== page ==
Clicks

Return to your rifle. Your sights adjust in “clicks”. The best rifle for understanding this procedure is the M1 Garand or M1A. This is because on these rifles, each “click” equals one Minute of Angle.

If we were to adjust this group, we would simply “click” the sights 8 Minute of Angle up and 5 Minute of Angle left. We would then be zeroed.

Note: When adjusting sights, rear sights should be moved the direction you want your group to move. Front sights adjustments will move groups opposite. For example, if I want to move my group left with my rear sight, I should move my rear sight left. However, If I want to move my group down with my front sight, I will move my front sight up.

If you are using a rifle other than an M1/M1A, you need to know how many MOA one “click” equals on your sights. Sometimes it is written down, on your sights, but most times it is not. One way of discovering this is to put a piece of paper down range at 25m. Fire a five shot group, move your sights 10 “clicks” to the right. Fire another 5 shot group. Move your sights 10 “clicks” up. Fire a five shot group. Move your sights 10 “clicks” left. Fire a five shot group. Move your sights 10 “clicks” down. You should be back where you started. Go down range and measure the distance between the center of each group. For example, your bottom left group is 5″ left of your bottom right group. Around the square, each group is 5 inches from the previously fired group.

To find how many MOA each “click” moves your sights, divide inches by “clicks”. In this case, 5″ / 10 “clicks” = 1/2 MOA. Your sights “click” in

1/2 Minute of Angle.

Back to the original example. If you need to move your sights 8 Minutes of Angle left, then you would have to “click” 16 times since each “click” is 1/2 MOA. Likewise, you would have to “click” your elevation 10 “clicks” to bring your group up 5 MOA.

Scopes are often adjusted in finer measurements. Sometimes written on a scope, it will say something like “1 click equals ¼ inch at 100 yards.”

Interpret this. We know 1 MOA at 100 yards equals 1 inch. If 1 click equals ¼ inch at 100 yards, then each click must be ¼ MOA. This is because ¼ of 1 MOA at 100 yards equals ¼ inch.

Follow the Inches, Minutes, Clicks procedure when you zero and you will save time and ammo as each adjustment will be intentional and measured. A Rifleman should be able to zero with one “called good” shot.

Cone of Fire

The Rifleman is capable of a 4MOA standard. The accuracy accomplished at 25m will translate to Riflemen quality hits out at further distances. If one can keep all their shots in 1″ at 25m, then one can keep all their shots in 20″ at 500m. This is due to the cone of fire.

Figure 29. 4 Minute of Angle Cone of Fire

A Rifleman’s accuracy is a combination of two things: equipment and skill. Most standard military rifles with standard ball ammunition are capable of 2 MOA when devoid of human error. This means that the Rifleman is “allowed” 2 MOA of mistake in order to accomplish a 4 MOA standard.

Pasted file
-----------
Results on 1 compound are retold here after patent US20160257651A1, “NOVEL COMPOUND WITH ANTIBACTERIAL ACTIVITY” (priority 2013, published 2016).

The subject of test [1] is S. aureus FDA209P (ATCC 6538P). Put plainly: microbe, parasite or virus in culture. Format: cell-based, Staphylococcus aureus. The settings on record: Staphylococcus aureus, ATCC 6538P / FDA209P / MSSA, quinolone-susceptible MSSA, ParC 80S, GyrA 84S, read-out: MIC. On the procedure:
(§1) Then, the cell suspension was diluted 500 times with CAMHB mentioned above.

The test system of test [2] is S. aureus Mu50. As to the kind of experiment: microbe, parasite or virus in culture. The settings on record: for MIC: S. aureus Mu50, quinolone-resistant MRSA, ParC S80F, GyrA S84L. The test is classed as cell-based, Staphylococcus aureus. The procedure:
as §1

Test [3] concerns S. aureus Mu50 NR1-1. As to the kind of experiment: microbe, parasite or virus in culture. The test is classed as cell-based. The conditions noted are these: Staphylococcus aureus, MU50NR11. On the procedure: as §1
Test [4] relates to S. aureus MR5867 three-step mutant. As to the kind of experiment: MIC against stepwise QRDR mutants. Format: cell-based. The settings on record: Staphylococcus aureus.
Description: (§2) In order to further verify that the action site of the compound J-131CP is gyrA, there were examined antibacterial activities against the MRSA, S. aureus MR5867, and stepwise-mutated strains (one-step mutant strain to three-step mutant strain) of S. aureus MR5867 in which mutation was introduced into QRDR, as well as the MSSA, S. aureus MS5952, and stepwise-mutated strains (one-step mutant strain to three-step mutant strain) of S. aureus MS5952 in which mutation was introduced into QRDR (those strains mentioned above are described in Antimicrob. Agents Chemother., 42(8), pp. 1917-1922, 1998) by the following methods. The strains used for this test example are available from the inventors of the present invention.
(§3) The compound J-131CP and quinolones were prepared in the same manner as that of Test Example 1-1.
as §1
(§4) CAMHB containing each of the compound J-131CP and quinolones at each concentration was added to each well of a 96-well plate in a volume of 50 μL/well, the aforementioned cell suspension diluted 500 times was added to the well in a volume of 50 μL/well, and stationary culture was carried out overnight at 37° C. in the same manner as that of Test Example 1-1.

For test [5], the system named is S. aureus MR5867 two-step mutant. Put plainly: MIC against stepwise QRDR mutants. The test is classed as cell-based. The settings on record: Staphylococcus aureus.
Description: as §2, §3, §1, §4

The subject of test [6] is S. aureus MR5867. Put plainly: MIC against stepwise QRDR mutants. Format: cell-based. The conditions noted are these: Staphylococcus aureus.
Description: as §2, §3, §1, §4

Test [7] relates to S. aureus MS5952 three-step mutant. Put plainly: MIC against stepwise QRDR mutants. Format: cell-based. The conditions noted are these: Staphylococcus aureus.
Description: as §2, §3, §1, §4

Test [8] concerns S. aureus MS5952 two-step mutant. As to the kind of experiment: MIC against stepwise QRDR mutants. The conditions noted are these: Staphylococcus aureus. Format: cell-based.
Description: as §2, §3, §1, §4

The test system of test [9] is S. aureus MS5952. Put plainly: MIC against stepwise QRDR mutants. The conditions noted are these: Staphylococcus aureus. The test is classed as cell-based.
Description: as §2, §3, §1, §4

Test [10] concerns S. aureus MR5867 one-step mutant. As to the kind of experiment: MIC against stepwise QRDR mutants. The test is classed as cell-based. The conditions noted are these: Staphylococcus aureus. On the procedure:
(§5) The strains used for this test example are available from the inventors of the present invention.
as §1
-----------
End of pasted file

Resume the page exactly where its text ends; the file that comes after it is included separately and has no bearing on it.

Understanding the cone of fire is useful for translating issues of accuracy, distance, wind, ect. The cone of fire is the concept that connects accuracy with distance. If you can put all your shots into a 1″ square at 25m then with a little more knowledge about “come ups” and trajectory, you will put all your shots into a 20″ target at 500m.

Keep the same sight picture as at 25 yards. Group sizes will remain the same (in MOA) as when shooting at 25 yards (“What you do at 25m, is what you’ll do at 400m, or 500m”). When sights are adjusted a “cone of fire” is being moved, not individual shots, and the center of that cone should fall in the center of the target, just as with the 4 MOA squares.

Zeroing the AR15

The AR15 comes in many varieties. There are two standard barrel lengths: 20″ and 16″. The rear sight is built into the carry handle. Attached carry handles (A2) click in 1 MOA. Detachable carry handles (A3) sights click in 1/2 MOA. The elevation drum is marked differently between 20″ attached carry handles and 16″ detached carry handles. The 20″ barreled attached carry handle elevation drum is marked 8/3. Detached carry handle elevation drums are marked 6/3. The detached carry handle with elevation drums marked 6/3 can be used on both 20″ and 16″ barreled rifles.

Because of different barrel lengths, the bullet path will be slightly different.

The difference in barrel length does this:

A 16″ AR15′s bullet path will cross the line of sight in 2 places: 25M and 300M.

A 20″ AR15′s bullet path will cross the line of sight in 2 places: 31M and 300M.

To zero a 16″ for 300M, simply zero at 25m on the 6/3 setting.

To zero a 20″ for 300M with a detachable carry handle (A3) sights, zero at 6/3 + 2

To zero a 20″ for 300M with an attached carry handle (A2) sights, zero at 8/3 + 1

To zero a 16″ barreled rifle with a detachable carry handle marked 6/3, rotate your elevation drum to the 6/3 mark. Fire a 3-5 round group at a 1″ square at 25m. Adjust windage with your rear sights. Adjust elevation with your front sight post. The front sight adjusts for elevation by screwing it further into or out of the sight base. To raise bullet impact, move your front sight in the direct marked “UP.” Make adjustments until your group is on target following the Inches, Minutes, Clicks procedure. Once on target, do not alter your front sight.